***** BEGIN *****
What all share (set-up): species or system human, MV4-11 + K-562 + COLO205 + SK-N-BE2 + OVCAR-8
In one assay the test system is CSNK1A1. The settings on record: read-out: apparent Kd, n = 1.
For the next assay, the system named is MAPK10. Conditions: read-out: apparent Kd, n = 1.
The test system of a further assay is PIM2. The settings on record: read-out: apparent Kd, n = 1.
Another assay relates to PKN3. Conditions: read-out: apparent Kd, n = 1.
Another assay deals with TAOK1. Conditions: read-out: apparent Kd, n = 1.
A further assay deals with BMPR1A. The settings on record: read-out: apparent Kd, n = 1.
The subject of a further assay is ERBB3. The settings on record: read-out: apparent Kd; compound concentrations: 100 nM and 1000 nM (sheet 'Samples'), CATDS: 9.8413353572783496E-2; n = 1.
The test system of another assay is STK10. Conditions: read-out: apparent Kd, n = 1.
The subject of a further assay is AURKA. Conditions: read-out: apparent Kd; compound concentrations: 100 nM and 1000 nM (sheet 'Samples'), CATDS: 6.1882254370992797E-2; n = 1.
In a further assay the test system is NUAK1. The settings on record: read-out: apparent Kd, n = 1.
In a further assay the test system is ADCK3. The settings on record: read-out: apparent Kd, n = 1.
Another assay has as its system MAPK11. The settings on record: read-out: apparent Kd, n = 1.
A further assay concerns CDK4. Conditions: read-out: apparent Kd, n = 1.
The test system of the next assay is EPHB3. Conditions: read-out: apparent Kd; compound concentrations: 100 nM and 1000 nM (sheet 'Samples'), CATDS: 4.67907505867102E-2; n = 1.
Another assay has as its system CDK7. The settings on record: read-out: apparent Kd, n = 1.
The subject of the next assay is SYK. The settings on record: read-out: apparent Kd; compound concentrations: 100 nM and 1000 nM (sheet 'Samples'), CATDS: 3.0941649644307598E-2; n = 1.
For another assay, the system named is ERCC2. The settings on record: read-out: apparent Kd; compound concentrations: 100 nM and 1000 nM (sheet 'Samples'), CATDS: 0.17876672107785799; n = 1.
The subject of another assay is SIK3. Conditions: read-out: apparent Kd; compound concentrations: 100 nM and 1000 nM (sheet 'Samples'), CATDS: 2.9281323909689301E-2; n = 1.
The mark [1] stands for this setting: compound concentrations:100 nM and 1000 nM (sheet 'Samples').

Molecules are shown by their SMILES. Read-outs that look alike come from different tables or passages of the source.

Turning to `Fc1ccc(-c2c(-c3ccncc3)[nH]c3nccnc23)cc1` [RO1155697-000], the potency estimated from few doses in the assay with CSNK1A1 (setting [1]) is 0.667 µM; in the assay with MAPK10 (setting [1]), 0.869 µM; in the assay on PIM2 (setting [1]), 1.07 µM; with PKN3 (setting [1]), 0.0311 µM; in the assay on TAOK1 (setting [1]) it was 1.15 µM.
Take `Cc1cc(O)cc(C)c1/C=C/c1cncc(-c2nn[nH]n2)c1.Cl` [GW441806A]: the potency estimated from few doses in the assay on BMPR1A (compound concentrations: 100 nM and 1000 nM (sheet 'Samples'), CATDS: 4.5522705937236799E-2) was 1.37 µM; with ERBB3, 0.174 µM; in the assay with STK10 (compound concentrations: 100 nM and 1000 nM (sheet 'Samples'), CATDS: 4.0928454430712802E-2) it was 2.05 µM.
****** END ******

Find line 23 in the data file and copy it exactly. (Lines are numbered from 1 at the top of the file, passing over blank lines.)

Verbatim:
Take `Cc1cc(O)cc(C)c1/C=C/c1cncc(-c2nn[nH]n2)c1.Cl` [GW441806A]: the potency estimated from few doses in the assay on BMPR1A (compound concentrations: 100 nM and 1000 nM (sheet 'Samples'), CATDS: 4.5522705937236799E-2) was 1.37 µM; with ERBB3, 0.174 µM; in the assay with STK10 (compound concentrations: 100 nM and 1000 nM (sheet 'Samples'), CATDS: 4.0928454430712802E-2) it was 2.05 µM.